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STAGE 16: PAU — BAYONNE

On paper, this final mountain stage doesn’t appear to be as challenging as the other three days in the Pyrénées. There are two Cat. 1 climbs, but the last is 87km from the finish in Bayonne. On the other hand, from where the Col du Soudet begins climbing after 51km until the end of the descent of the Col de Burdincurutcheta 80km later, the riders will be on narrow, tortuous back roads with constant ups and downs. The climbs are steep: The Soudet has 15-percent pitches and an average of 7.5 percent for 14km; the Côte de Larrau averages 10.5 percent for 2.4km; and the Col de Bagargui, 9.2

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On paper, this final mountain stage doesn’t appear to be as challenging as the other three days in the Pyrénées. There are two Cat. 1 climbs, but the last is 87km from the finish in Bayonne. On the other hand, from where the Col du Soudet begins climbing after 51km until the end of the descent of the Col de Burdincurutcheta 80km later, the riders will be on narrow, tortuous back roads with constant ups and downs. The climbs are steep: The Soudet has 15-percent pitches and an average of 7.5 percent for 14km; the Côte de Larrau averages 10.5 percent for 2.4km; and the Col de Bagargui, 9.2 percent for 8.8km. The final 60km has several short hills to keep things split up.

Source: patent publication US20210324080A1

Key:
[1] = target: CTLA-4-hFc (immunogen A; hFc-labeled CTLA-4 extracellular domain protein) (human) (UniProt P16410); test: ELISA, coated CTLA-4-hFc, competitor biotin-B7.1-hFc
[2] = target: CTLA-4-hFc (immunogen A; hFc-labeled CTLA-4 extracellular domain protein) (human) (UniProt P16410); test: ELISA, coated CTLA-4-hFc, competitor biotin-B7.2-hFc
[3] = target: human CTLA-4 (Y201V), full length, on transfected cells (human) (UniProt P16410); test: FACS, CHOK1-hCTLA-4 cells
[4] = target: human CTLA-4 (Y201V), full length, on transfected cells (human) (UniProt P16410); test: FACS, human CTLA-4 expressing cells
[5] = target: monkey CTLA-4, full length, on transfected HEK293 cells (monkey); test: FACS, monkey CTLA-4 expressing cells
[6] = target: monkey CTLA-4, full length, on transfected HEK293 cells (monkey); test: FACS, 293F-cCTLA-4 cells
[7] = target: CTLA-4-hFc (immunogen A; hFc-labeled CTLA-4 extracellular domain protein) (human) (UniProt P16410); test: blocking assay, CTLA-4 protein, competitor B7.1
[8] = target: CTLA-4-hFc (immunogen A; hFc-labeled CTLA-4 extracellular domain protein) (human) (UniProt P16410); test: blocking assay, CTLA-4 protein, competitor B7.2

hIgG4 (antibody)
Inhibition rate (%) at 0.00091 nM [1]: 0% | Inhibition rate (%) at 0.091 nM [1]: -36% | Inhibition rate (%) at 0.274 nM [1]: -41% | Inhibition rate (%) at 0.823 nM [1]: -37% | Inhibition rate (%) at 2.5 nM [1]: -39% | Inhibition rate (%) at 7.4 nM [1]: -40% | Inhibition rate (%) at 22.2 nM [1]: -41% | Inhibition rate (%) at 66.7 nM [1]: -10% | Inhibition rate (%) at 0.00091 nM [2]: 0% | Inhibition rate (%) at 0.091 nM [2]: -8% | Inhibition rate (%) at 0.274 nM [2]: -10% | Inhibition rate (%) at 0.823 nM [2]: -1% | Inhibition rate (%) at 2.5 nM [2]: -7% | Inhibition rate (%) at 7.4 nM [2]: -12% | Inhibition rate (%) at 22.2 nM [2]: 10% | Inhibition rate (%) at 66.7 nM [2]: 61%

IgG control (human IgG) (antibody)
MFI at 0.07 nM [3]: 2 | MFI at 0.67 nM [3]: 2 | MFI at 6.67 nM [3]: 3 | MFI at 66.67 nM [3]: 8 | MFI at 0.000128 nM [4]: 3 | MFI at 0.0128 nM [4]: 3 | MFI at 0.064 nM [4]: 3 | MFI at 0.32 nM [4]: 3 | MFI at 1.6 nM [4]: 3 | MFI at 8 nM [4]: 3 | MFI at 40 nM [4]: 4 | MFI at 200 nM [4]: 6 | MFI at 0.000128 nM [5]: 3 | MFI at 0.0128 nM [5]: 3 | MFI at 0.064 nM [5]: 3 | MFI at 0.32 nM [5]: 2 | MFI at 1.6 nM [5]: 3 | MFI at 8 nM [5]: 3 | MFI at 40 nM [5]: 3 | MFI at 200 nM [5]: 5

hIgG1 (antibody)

7/23/2003 Start Time: 11:36:00am
7/23/2003 Estimated Finish Time: 5:35:00pm

HISTORY
The Tour has visited these climbs very few times and not in the direction that this stage will take the race. In 1987, the Bayonne-Pau stage climbed the Burdincurutcheta, descended the Bagargui and climbed the back side of the Soudet; it was that Tour’s first mountain stage and resulted in a four-up break finishing almost four minutes ahead of a 30-man chase group; the main pack was a half-hour behind.